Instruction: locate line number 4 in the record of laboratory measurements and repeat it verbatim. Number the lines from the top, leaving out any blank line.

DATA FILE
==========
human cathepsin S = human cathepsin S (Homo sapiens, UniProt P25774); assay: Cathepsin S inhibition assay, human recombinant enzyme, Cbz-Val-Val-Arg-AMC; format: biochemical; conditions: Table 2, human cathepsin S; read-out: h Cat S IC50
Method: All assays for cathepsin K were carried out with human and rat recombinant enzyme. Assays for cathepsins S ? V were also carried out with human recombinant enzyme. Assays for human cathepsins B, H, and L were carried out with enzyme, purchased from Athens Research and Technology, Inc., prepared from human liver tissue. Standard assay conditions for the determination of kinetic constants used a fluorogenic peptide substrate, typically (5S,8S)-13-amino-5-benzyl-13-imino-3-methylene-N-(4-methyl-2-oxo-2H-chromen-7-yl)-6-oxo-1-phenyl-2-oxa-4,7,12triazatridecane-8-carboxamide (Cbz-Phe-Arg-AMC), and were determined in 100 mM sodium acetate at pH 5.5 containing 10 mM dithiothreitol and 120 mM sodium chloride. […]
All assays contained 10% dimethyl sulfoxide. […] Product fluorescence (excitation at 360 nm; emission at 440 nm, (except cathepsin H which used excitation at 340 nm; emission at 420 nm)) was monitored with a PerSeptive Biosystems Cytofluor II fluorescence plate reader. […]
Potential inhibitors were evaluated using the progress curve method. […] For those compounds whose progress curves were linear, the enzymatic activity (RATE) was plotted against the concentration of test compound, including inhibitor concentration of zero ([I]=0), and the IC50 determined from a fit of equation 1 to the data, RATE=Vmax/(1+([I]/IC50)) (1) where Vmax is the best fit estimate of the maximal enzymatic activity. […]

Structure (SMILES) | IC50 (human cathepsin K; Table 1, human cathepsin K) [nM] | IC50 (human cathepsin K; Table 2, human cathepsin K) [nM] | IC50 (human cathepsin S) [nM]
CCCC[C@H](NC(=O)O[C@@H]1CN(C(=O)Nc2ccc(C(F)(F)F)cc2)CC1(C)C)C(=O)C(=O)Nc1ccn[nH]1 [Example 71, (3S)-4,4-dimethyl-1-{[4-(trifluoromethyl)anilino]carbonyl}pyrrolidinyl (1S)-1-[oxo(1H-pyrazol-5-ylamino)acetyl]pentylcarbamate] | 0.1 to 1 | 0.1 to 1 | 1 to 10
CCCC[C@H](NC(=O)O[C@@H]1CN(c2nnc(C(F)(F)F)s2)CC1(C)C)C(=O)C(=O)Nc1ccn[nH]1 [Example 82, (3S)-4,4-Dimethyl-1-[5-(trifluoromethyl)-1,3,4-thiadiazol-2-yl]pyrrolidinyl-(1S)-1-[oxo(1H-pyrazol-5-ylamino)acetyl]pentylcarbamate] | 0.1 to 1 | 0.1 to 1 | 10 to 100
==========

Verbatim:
Potential inhibitors were evaluated using the progress curve method. […] For those compounds whose progress curves were linear, the enzymatic activity (RATE) was plotted against the concentration of test compound, including inhibitor concentration of zero ([I]=0), and the IC50 determined from a fit of equation 1 to the data, RATE=Vmax/(1+([I]/IC50)) (1) where Vmax is the best fit estimate of the maximal enzymatic activity. […]